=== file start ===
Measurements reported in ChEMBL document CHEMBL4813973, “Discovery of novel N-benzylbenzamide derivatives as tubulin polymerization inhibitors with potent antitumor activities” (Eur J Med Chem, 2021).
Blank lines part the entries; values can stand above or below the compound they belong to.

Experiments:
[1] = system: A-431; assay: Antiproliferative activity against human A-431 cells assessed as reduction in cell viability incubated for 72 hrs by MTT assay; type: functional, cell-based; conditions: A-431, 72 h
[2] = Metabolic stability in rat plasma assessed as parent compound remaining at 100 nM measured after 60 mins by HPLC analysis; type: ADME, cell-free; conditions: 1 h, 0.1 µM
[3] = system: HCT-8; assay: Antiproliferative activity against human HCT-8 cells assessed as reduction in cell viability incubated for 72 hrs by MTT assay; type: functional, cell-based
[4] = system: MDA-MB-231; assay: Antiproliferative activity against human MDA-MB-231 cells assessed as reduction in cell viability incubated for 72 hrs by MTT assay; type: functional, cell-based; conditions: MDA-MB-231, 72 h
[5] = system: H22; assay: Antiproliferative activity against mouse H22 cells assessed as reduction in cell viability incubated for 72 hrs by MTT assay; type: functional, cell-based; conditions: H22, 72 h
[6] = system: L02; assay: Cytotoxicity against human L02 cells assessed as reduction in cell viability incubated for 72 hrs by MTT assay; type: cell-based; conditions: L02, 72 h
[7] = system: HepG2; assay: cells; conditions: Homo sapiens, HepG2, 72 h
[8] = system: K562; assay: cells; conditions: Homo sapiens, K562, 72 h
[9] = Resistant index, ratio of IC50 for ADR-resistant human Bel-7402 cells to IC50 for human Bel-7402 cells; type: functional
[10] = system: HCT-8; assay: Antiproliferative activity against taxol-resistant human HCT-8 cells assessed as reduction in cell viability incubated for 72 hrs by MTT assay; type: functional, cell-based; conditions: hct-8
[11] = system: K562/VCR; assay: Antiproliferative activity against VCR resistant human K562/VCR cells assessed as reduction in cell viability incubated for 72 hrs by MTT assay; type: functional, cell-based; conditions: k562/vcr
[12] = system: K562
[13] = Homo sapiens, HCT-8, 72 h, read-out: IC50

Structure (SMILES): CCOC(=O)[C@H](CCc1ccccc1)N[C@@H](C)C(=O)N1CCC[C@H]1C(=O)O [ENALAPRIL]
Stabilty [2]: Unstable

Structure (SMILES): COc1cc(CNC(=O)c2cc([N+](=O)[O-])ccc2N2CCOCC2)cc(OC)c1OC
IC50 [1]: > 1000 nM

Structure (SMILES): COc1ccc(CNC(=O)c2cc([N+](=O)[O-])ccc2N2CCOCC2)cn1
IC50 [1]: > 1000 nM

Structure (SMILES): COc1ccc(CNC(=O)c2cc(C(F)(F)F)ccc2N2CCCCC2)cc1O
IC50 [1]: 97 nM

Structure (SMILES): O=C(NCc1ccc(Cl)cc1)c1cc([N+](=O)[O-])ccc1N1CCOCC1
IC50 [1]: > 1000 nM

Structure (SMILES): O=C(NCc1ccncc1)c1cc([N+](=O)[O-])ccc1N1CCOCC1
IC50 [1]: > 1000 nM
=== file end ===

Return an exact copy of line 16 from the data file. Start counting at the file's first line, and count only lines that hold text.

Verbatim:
[13] = Homo sapiens, HCT-8, 72 h, read-out: IC50